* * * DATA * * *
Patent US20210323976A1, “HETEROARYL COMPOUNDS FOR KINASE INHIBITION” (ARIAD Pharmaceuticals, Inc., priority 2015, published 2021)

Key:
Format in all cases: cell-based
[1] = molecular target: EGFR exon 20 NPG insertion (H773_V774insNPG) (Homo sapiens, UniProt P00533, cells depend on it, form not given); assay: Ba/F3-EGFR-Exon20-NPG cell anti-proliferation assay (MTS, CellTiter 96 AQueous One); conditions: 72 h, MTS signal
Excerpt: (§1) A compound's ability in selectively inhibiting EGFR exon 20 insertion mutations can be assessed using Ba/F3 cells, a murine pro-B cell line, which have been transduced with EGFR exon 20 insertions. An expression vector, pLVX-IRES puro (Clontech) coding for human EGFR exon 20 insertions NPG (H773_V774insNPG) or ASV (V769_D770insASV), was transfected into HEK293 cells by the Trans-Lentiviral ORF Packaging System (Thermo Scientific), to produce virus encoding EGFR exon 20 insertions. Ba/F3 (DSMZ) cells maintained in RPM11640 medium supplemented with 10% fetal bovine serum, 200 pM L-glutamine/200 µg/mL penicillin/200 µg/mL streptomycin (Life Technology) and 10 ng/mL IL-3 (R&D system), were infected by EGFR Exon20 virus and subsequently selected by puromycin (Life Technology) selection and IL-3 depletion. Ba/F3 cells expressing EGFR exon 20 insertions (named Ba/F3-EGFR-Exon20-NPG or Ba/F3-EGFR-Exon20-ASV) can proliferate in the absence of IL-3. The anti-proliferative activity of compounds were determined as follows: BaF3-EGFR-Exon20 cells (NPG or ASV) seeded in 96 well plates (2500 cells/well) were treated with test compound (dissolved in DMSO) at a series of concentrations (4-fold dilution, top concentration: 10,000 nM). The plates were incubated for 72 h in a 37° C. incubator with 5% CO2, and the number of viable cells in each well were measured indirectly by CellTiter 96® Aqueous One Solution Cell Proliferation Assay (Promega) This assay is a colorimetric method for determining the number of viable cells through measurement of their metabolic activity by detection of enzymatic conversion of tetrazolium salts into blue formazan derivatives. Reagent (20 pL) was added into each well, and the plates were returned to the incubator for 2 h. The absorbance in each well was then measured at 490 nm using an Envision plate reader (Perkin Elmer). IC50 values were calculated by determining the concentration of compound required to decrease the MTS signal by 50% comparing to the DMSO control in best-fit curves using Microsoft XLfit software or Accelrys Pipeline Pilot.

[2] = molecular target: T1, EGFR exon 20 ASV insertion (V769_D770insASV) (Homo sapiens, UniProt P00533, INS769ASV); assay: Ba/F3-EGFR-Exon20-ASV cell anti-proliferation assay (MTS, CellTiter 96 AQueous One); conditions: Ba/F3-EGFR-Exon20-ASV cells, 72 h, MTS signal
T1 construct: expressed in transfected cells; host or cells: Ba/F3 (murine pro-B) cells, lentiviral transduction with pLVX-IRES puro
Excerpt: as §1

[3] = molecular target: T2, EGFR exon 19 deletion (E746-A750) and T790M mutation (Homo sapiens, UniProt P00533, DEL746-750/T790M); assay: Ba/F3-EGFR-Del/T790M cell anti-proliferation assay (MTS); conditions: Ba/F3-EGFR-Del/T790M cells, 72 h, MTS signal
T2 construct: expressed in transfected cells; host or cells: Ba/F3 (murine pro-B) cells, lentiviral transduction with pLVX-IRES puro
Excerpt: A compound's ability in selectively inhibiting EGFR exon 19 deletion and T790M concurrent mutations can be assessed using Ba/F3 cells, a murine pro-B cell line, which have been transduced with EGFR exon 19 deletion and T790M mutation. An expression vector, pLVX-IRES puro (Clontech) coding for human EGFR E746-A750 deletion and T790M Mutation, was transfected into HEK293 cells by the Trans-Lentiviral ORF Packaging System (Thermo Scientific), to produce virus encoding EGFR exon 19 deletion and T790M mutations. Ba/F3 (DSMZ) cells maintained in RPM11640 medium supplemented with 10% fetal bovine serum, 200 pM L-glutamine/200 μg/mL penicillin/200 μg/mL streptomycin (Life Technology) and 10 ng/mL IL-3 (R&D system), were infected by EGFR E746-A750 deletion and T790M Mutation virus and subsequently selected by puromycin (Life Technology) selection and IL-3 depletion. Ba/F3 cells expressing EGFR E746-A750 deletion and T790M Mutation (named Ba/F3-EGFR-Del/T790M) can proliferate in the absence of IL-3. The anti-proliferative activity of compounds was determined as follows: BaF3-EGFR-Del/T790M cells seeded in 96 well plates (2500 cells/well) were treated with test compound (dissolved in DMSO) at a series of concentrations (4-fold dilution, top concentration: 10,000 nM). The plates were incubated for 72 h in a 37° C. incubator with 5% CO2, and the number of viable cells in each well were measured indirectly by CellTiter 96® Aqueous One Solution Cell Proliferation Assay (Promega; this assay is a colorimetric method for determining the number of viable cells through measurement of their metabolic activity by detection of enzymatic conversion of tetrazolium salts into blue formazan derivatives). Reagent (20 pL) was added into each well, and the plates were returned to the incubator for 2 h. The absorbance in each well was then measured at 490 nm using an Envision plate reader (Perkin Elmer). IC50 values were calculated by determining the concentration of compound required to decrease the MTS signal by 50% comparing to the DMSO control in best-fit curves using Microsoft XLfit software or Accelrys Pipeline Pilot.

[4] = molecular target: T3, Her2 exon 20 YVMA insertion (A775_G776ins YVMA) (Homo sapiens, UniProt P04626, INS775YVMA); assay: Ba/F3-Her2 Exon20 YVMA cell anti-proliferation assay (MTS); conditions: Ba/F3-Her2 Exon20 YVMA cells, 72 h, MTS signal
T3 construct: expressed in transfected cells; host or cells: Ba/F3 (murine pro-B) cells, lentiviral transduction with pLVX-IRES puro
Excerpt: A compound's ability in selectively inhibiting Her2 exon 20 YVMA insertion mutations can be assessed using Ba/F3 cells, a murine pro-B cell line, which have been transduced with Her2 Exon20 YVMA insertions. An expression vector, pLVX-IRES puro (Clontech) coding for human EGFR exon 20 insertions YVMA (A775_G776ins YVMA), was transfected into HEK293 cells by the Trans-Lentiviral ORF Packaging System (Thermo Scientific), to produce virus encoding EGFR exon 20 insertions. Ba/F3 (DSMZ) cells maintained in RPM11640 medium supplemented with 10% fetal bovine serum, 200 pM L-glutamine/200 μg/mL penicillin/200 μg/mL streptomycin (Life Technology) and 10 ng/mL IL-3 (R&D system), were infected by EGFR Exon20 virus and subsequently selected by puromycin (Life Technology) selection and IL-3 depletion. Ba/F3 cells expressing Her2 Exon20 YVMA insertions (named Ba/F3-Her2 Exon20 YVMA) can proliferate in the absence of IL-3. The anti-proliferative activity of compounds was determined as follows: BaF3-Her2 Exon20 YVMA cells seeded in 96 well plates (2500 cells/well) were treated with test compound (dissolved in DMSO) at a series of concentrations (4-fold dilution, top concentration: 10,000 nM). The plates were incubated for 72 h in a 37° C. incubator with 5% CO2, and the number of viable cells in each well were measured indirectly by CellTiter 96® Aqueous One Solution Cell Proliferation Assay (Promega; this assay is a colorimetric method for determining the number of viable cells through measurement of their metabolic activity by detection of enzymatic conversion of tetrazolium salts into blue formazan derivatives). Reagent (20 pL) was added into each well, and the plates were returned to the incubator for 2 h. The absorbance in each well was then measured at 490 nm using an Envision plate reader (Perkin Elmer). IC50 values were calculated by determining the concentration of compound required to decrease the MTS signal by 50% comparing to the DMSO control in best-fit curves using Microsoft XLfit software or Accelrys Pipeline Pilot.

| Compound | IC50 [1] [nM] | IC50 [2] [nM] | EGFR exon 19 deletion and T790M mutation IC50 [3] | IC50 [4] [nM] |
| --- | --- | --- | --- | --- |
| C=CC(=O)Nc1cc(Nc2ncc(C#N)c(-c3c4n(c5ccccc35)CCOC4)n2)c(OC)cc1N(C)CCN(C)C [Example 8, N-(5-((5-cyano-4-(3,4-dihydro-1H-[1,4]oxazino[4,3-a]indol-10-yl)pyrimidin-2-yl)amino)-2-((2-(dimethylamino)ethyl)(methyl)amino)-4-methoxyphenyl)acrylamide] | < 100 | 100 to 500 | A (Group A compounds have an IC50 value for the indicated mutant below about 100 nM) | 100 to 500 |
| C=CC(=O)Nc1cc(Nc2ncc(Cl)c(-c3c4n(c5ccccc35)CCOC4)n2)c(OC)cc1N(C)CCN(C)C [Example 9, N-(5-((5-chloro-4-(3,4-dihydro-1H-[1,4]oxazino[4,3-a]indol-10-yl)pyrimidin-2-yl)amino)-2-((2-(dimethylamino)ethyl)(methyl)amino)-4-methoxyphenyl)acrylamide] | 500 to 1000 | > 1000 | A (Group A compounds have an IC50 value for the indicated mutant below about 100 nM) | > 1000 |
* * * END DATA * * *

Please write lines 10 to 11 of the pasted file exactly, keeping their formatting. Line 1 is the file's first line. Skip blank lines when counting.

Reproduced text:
T2 construct: expressed in transfected cells; host or cells: Ba/F3 (murine pro-B) cells, lentiviral transduction with pLVX-IRES puro
Excerpt: A compound's ability in selectively inhibiting EGFR exon 19 deletion and T790M concurrent mutations can be assessed using Ba/F3 cells, a murine pro-B cell line, which have been transduced with EGFR exon 19 deletion and T790M mutation. An expression vector, pLVX-IRES puro (Clontech) coding for human EGFR E746-A750 deletion and T790M Mutation, was transfected into HEK293 cells by the Trans-Lentiviral ORF Packaging System (Thermo Scientific), to produce virus encoding EGFR exon 19 deletion and T790M mutations. Ba/F3 (DSMZ) cells maintained in RPM11640 medium supplemented with 10% fetal bovine serum, 200 pM L-glutamine/200 μg/mL penicillin/200 μg/mL streptomycin (Life Technology) and 10 ng/mL IL-3 (R&D system), were infected by EGFR E746-A750 deletion and T790M Mutation virus and subsequently selected by puromycin (Life Technology) selection and IL-3 depletion. Ba/F3 cells expressing EGFR E746-A750 deletion and T790M Mutation (named Ba/F3-EGFR-Del/T790M) can proliferate in the absence of IL-3. The anti-proliferative activity of compounds was determined as follows: BaF3-EGFR-Del/T790M cells seeded in 96 well plates (2500 cells/well) were treated with test compound (dissolved in DMSO) at a series of concentrations (4-fold dilution, top concentration: 10,000 nM). The plates were incubated for 72 h in a 37° C. incubator with 5% CO2, and the number of viable cells in each well were measured indirectly by CellTiter 96® Aqueous One Solution Cell Proliferation Assay (Promega; this assay is a colorimetric method for determining the number of viable cells through measurement of their metabolic activity by detection of enzymatic conversion of tetrazolium salts into blue formazan derivatives). Reagent (20 pL) was added into each well, and the plates were returned to the incubator for 2 h. The absorbance in each well was then measured at 490 nm using an Envision plate reader (Perkin Elmer). IC50 values were calculated by determining the concentration of compound required to decrease the MTS signal by 50% comparing to the DMSO control in best-fit curves using Microsoft XLfit software or Accelrys Pipeline Pilot.